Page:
3 Delaware Students Honored as Young Environmentalists in 2021

Adobe Stock/MNStudio

The DNREC and Gov. John Carney honor three young Delaware environmentalists who continue to make an impact throughout the pandemic.

In spite of more than a year of COVID-19 lockdowns, three Delaware students were rather resourceful in finding ways to make a positive impact, says Delaware Natural Resources and Environmental Control (DNREC) Secretary Shawn Garvin. He, along with Gov. John Carney, hosted the 28th annual Young Environmentalist Award ceremony over the summer at the Delaware State Fair.

“Our young 2021 environmentalists put on their masks, followed protocols and made a difference,” Garvin says. “Like past years, DNREC sent out the message statewide electronically, seeking nominations of young environmentalists from teachers, youth leaders and others, and we were buoyed by the response.”

The winner for elementary school students was 9-year-old Rowan Smith of Dover, who independently formed a plant club in her third-grade class at Banneker Elementary and used her recess time to lead nature walks and plant investigations, sharing plant facts she learned from avidly reading about and researching Delaware flora.

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As an active third-year member in Kent County’s Peach Blossom 4-H Club, middle-schooler Maggie Wieber, age 11, was praised for taking on projects involving wildlife, woodworking and community service. Upon learning of a need for bat boxes at Killens Pond and Trap Pond state parks, she first researched box plans and then solicited funds from the Delaware 4-H Foundation to buy materials. Using these resources, Wieber developed kits with precut parts and enlisted eight fellow 4-H members to construct 10 boxes, which were donated to the two parks where they are currently being used to provide nesting areas for these important insect-eaters.

Delaware Natural Resources and Environmental Control (DNREC) awards students each year who are making an environmental impact—whether it’s through being a docent in nature, building bat boxes or cleaning up our coastal areas./Adobe Stock | MNStudio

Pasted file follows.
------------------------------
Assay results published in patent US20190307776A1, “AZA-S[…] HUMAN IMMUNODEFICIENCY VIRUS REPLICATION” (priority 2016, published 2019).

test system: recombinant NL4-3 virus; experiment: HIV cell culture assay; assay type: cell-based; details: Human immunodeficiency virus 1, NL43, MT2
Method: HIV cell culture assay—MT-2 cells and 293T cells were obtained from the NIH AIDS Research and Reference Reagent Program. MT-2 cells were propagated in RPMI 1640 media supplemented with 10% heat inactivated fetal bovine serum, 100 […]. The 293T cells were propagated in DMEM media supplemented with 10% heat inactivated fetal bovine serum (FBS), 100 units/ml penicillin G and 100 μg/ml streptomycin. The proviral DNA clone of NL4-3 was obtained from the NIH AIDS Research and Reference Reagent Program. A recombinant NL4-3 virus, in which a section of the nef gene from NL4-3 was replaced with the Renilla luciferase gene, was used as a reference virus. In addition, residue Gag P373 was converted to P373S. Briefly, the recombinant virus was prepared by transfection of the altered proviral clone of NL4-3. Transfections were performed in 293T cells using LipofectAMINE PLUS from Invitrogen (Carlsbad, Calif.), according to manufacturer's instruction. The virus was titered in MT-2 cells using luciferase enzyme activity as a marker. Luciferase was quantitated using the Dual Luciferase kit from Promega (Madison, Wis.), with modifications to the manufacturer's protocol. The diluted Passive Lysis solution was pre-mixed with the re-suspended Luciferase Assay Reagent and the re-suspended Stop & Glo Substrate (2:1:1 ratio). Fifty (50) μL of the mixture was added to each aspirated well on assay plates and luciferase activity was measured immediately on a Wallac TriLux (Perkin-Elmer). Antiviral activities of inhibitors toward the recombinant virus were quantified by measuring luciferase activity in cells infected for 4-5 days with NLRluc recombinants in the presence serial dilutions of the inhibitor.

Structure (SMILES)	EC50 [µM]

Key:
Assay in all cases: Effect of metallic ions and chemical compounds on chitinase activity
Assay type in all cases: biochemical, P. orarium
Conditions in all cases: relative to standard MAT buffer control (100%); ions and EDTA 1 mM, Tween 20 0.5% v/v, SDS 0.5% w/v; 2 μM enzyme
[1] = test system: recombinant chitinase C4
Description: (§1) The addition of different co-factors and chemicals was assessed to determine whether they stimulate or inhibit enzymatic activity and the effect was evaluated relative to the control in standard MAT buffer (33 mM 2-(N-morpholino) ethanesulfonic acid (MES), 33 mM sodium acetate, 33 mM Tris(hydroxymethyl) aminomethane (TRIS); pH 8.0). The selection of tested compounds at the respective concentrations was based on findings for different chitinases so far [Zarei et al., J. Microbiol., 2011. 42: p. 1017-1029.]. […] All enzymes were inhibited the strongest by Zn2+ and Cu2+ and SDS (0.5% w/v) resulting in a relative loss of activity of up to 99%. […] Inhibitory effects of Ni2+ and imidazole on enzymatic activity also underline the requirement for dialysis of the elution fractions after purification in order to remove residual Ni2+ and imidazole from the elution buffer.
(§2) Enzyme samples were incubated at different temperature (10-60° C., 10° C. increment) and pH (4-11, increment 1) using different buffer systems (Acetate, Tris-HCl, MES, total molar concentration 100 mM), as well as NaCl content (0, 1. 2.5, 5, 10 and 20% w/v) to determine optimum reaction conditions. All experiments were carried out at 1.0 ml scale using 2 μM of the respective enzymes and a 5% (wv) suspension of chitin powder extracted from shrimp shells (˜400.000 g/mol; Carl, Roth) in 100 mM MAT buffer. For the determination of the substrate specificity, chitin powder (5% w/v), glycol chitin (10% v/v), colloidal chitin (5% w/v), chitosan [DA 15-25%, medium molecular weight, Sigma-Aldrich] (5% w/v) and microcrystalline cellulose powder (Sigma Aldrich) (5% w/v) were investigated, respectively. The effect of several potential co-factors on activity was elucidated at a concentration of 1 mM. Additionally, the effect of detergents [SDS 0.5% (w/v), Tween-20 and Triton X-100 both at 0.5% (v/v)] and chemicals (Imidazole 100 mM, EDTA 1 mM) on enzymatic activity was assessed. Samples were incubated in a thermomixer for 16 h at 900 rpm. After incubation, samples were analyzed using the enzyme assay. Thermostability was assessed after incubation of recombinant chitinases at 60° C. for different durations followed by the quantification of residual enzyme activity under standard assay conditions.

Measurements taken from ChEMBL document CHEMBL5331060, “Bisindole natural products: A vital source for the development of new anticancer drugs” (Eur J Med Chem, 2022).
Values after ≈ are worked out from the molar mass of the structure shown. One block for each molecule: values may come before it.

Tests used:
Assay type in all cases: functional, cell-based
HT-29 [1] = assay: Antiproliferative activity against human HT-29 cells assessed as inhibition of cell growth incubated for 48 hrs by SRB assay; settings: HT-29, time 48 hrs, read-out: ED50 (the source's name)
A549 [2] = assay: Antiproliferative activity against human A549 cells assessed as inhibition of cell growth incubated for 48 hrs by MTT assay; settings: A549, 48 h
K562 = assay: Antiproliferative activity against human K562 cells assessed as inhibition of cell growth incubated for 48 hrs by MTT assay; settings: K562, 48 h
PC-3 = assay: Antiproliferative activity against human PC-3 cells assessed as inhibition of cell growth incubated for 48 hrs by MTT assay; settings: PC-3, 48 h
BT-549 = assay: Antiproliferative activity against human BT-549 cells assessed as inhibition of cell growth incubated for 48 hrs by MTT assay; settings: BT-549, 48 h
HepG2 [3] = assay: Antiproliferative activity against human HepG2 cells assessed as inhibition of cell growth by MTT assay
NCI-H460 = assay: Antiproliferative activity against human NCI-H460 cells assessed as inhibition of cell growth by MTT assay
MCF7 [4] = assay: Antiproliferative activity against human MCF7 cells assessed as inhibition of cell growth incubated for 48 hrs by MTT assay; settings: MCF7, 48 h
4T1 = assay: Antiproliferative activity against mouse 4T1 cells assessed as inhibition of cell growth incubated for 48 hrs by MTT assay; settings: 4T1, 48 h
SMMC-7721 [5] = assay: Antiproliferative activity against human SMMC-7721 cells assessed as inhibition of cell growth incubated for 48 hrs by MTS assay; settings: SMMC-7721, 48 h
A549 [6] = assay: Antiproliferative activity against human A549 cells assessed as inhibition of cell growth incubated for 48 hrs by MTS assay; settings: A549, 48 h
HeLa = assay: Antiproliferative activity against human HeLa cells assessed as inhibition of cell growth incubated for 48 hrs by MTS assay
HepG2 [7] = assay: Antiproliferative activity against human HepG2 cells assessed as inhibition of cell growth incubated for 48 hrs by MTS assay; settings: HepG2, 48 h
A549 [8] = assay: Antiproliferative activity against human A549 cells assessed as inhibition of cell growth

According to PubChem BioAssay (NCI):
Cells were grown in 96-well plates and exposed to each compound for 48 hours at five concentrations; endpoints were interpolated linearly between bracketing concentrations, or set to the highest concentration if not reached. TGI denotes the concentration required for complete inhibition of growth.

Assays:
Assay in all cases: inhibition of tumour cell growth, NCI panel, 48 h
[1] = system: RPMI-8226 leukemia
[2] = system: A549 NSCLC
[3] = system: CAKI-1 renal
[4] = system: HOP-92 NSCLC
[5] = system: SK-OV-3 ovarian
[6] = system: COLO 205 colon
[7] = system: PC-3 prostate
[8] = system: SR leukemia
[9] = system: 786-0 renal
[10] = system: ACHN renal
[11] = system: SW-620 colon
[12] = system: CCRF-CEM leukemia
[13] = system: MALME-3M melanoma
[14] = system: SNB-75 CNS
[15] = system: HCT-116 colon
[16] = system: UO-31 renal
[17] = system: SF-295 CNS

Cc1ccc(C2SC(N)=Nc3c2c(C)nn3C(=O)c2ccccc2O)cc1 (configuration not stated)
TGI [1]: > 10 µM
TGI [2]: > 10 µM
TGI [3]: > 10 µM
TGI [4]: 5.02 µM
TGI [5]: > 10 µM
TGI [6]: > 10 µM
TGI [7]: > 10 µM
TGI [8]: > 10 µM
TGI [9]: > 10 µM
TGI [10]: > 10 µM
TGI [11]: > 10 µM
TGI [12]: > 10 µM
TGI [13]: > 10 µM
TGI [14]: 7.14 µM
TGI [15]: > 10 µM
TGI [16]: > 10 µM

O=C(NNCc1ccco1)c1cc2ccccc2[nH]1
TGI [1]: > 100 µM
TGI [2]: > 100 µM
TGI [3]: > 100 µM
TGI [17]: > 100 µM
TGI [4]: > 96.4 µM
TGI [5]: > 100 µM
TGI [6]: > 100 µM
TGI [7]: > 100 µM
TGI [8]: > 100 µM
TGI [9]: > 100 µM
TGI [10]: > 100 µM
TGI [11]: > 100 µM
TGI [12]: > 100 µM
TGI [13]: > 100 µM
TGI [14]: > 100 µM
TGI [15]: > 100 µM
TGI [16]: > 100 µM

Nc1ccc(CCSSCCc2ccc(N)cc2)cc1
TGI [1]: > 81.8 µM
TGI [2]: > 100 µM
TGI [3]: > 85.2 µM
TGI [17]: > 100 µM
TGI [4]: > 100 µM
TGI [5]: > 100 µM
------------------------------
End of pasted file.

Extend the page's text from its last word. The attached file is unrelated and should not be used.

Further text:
Eighteen-year-old Julia Rial, of Lewes, planned beach cleanups in Sussex County, organized tree plantings and made videos at James Farm in Ocean View. With her friend Jade Carter, Rial founded the Delaware Youth Chapter of Extinction Rebellion to work in her community on environmental issues and sustainability. In February, the duo gathered a dozen volunteers and organized a “sustainable free market” for the Shepherd’s Office in Georgetown, an organization that helps homeless and needy people, which collected five truckloads of usable goods, keeping the items out of landfills. During the event, the two arranged for hot lunches, donated by local businesses, to be provided for 100 people in need.

Each honoree received a gift card, a Delaware State Parks annual pass and a prize pack of items featuring the new DNREC logo. Additionally, Richard Morris of New Castle County—a volunteer firefighter with the Belvedere Fire Company in Newport, who serves as the primary keeper and driver of DNREC’s Hazmat 30 “Beast” and has responded to 50 hazardous incident calls—was recognized as DNREC’s Volunteer of the Year. Nine-year-old Kane Messina of Millsboro was awarded the top trophy in the 35th annual Youth Fishing Tournament by hooking (and releasing) a 21-inch bass. The annual summer tournament’s purpose is to introduce young people to the sport of fishing and teach the catch-and-release approach to conservation.

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